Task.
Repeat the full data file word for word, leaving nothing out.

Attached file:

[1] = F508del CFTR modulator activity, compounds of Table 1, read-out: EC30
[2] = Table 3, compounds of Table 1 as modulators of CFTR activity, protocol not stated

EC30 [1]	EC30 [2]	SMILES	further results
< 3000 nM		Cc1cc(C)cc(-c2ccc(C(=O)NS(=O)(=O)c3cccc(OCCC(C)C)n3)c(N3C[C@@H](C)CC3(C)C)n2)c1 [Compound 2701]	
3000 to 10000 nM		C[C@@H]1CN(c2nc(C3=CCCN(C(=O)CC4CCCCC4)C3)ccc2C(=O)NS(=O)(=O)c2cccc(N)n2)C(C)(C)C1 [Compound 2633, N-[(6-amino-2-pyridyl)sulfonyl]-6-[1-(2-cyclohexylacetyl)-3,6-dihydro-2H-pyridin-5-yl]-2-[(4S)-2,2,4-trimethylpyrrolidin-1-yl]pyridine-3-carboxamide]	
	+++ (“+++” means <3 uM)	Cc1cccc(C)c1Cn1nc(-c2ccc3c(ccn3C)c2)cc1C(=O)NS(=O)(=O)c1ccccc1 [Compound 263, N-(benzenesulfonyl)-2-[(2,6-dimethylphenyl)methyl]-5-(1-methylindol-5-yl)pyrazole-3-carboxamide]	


[1] = F508del CFTR modulator activity, compounds of Table 1, read-out: EC30
[2] = Table 3, compounds of Table 1 as modulators of CFTR activity, protocol not stated

EC30 [1]	EC30 [2]	SMILES	further results
< 3000 nM		Cc1cc(C)cc(-c2ccc(C(=O)NS(=O)(=O)c3cccc(OCCC(C)C)n3)c(N3C[C@@H](C)CC3(C)C)n2)c1 [Compound 2701]	
3000 to 10000 nM		C[C@@H]1CN(c2nc(C3=CCCN(C(=O)CC4CCCCC4)C3)ccc2C(=O)NS(=O)(=O)c2cccc(N)n2)C(C)(C)C1 [Compound 2633, N-[(6-amino-2-pyridyl)sulfonyl]-6-[1-(2-cyclohexylacetyl)-3,6-dihydro-2H-pyridin-5-yl]-2-[(4S)-2,2,4-trimethylpyrrolidin-1-yl]pyridine-3-carboxamide]	
	+++ (“+++” means <3 uM)	Cc1cccc(C)c1Cn1nc(-c2ccc3c(ccn3C)c2)cc1C(=O)NS(=O)(=O)c1ccccc1 [Compound 263, N-(benzenesulfonyl)-2-[(2,6-dimethylphenyl)methyl]-5-(1-methylindol-5-yl)pyrazole-3-carboxamide]	